“…it has been said [George Fuchs] had much to do with the development of “relief theatre,” where the aim is to accentuate the decorative value of the moving figures, by the use of a very shallow stage and a very flat background. Further, George Fuchs was reported to have said, “ Let the stage painter, too, be content to stay in his own domain. He should not attempt to give the illusion of depth by depicting the three dimensions. He has enough to do if he confines himself to his proper problem of lines and planes.” In this University of Minnesota MA Thesis from 1951, James R Thompson (“Influences of Modern Painting on the “New Stagecraft”) uses a quote from “The New Stage Art” (1914, page 75).
I understand why and how this artistic movement pushed forward; what made it so appealing. But after centuries of creating dimension with paint, this movement instigated the loss of painting techniques and scene painting methodology.
Below is a detail picture from a York Rite degree in Grand Forks Minnesota (Masonic Temple). It is a translucent section of the drop from the biblical scene – the burning bush. I love the angel’s face.
“To make an acceptable scenic or bulletin artist, you must be able to draw, as well as paint, almost every conceivable object in Nature, as well as articles of manufacture, embracing a great many mechanical objects which must be represented with truthful fidelity as to detail and form.”Excerpt from Frank Atkinson’s “Scene Painting and Bulletin Art” (1916, page 69)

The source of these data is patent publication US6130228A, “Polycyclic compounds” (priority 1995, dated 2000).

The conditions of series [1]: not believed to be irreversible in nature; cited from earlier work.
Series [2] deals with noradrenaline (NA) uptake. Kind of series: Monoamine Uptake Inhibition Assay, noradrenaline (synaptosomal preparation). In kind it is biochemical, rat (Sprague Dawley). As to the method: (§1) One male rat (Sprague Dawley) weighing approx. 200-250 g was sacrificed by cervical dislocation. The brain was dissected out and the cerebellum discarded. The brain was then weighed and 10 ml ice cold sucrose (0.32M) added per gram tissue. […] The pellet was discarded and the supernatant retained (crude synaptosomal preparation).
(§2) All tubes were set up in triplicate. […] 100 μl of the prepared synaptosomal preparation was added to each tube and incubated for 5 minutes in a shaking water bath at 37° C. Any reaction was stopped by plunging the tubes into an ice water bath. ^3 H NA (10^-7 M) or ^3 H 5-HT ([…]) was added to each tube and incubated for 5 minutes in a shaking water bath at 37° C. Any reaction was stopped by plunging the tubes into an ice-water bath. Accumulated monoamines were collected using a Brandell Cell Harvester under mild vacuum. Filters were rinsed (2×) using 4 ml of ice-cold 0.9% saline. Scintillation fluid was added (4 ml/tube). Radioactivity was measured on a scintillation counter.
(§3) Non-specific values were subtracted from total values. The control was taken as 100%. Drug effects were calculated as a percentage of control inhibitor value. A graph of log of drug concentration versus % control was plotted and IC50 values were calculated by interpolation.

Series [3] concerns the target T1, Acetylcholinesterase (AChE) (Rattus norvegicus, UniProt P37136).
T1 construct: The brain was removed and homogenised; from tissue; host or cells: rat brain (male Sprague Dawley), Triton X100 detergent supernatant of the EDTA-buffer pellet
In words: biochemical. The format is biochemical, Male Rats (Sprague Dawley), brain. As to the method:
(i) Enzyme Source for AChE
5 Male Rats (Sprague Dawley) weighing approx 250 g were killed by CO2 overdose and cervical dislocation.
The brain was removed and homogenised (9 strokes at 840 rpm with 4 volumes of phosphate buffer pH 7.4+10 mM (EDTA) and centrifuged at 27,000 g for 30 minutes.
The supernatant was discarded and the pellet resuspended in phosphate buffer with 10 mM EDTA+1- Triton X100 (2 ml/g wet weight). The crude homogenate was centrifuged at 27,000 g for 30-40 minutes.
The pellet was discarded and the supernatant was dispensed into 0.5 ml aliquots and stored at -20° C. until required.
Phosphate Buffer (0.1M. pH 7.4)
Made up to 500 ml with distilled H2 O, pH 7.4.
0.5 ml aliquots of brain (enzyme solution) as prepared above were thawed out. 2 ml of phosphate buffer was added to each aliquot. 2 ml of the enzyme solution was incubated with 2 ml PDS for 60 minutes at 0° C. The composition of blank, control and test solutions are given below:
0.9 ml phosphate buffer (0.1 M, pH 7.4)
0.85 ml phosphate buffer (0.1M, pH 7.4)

Same song, second verse…I am always astounded at the various skill levels at Sosman & Landis. Yesterday, I posted a detail from the Winona, Minnesota, Scottish Rite with the scales of justice. The proportions of the figure and the drapery are not well done at all.
Here is another example of the same composition from the Wichita Scottish Rite in Kansas. A far superior artistic created this version of the small drop for the Vision Scene (17th Degree in the Scottish Rite).
“In making full-length drawing of a female figure in costume from nature, arrange the drapery to give a final impression of the contour of the figure. Do not have the figure entirely hidden away by heavy folds of cloth. A poor draftsman usually shows a female figure as a mass of drapery, with head and feet obtruding from it. The thing is to make the gown appear as if it were really enveloping the human figure; to suggest the figure underneath by carefully drawing its every curve and line an arranging all the folds of the drapery to bring out this point.”
Excerpt from Frank Atkinson’s “Scene Painting and Bulletin Art” (1916, page 68.